Friday, June 1, 2012

Manpower Group: 10 toughest jobs to fill

The hardest jobs to fill globally are skilled trades workers, engineers and sales representatives, according to Manpower Group’s survey of nearly 40,000 employers across 41 countries and territories. Skilled trades and engineers have become harder to find since last year, as demand outstrips supply. Sales representatives’ continued presence in the top 10 is a result of companies continuing to seek out experienced sales people who can help drive revenue growth.
Jobs most in demand in 2012
Jobs most in demand in 2011
1. Skilled Trades Workers
1. Technicians
2. Engineers
2. Sales Representatives
3. Sales Representatives
3. Skilled Trades Workers
4. Technicians
4. Engineers
5. Drivers
5. Laborers
6. Laborers
6. Management/ Executives
7. IT Staff
7. Accounting & Finance Staff
8. Accounting & Finance Staff
8. IT Staff
9. Chefs/Cooks
9. Production Operators
10. Management/Executives
10. Secretaries, PAs, Admin Assistants, & Office Support Staff

Talent supply and demand issues are generally more acute in the Asia Pacific and the Americas region than in EMEA. Globally, employers having the most difficulty finding the right people to fill jobs are located in Japan (81%), Brazil (71%), Bulgaria (51%), Australia (50%), USA (49%), India (48%), New Zealand (48%), Taiwan (47%), Panama (47%), Romania (45%), Argentina (45%), Mexico (43%) and Germany (42%). Talent shortages are least problematic in Ireland and the Netherlands. The percentage of employers reporting difficulties has remained relatively consistent over time, however India has displayed volatility where the proportion dropped 19 percentage points since last year, but jumped 51 percentage points the year before that. The number of employers struggling to fill roles in France has jumped 9 percentage points whereas it has dropped 15 percentage points in Italy.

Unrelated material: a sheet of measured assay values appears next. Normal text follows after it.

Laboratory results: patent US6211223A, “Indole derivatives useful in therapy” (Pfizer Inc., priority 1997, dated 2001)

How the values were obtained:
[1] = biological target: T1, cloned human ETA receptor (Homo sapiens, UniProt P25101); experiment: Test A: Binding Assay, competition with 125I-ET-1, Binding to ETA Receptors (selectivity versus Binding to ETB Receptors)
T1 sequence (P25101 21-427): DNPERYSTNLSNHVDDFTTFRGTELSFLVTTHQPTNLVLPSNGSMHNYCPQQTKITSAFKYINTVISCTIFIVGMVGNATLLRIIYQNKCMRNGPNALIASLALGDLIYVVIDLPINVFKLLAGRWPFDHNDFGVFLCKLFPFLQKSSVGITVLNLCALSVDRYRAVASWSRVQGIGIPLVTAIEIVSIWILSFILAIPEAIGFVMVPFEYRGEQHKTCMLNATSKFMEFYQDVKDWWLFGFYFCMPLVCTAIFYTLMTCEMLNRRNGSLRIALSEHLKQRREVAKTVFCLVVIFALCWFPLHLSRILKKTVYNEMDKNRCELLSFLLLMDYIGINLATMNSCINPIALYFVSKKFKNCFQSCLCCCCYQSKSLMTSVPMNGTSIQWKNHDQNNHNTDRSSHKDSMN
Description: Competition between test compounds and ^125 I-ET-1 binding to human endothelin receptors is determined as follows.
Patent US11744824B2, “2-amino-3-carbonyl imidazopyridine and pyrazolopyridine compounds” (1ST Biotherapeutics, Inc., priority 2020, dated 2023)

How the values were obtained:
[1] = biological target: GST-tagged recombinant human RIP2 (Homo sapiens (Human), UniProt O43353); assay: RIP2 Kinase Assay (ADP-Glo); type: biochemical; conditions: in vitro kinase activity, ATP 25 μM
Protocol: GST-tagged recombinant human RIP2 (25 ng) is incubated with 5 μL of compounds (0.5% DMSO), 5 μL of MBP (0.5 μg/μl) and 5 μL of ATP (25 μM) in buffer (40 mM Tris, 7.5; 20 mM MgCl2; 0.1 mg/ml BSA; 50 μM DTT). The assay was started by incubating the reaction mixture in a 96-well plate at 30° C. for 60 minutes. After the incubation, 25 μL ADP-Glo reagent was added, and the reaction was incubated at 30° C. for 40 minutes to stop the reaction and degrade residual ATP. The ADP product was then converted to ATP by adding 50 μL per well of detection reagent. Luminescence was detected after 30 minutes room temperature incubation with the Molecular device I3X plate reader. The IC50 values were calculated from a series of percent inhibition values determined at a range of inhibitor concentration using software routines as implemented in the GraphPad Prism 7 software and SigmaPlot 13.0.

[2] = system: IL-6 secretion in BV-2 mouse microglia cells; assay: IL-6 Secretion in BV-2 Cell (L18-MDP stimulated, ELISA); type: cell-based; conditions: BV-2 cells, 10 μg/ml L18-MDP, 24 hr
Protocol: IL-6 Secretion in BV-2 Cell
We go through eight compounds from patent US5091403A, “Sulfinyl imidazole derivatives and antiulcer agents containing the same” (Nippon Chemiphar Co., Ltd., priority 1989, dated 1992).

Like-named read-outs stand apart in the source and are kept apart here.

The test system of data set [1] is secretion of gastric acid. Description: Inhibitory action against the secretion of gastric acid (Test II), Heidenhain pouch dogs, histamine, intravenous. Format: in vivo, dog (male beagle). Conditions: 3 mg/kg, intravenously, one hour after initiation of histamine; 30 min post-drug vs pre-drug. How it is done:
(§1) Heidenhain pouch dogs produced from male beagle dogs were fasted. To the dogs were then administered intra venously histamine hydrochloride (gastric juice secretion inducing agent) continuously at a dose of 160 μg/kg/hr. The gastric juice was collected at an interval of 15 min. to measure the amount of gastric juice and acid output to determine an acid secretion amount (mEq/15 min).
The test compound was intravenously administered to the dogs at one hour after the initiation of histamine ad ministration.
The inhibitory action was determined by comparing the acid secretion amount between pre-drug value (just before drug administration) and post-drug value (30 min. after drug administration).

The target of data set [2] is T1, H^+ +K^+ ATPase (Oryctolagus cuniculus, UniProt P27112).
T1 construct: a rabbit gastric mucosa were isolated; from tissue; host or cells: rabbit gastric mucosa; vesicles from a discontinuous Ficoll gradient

Regionally, employers in the Americas are having more trouble filling jobs than the global average, with 41% of employers reporting difficulty filling positions due to lack of available talent. This figure represents the highest proportion of employers reporting difficulty since the start of the global economic downturn in 2008, and a 4% increase over last year’s survey. Despite this, employers are less concerned about the impact talent shortages have on key stakeholders with more than half (58%) believing the talent shortage will have little or no impact, up from 38% in 2011.

For the first time in the survey’s seven year history, employers in the Americas report engineering roles as the most difficult to fill across the region, up from fourth last year. While the role does not top the list in any individual country, it ranks second in Argentina, Canada, Costa Rica and the United States. Employers in Brazil (71%), the USA (49%) and Panama (47%) are having the most difficulty finding staff. Year-over-year, employers report greater difficulty filling vacancies in seven of the 10 countries. The most common strategy implemented by employers in the Americas to address talent shortages is additional training and development for existing staff, up from 32% in 2011 to 37% this year, and considerably more than the global average of 25%.
View the whole report here.

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Truly a 'Burgh Thing!

Truly a 'Burgh Thing!
by Randy Bish, Pittsburgh Tribune Review

Job News and Information for Job Seekers and Recruiters

Job News and Information for Job Seekers and Recruiters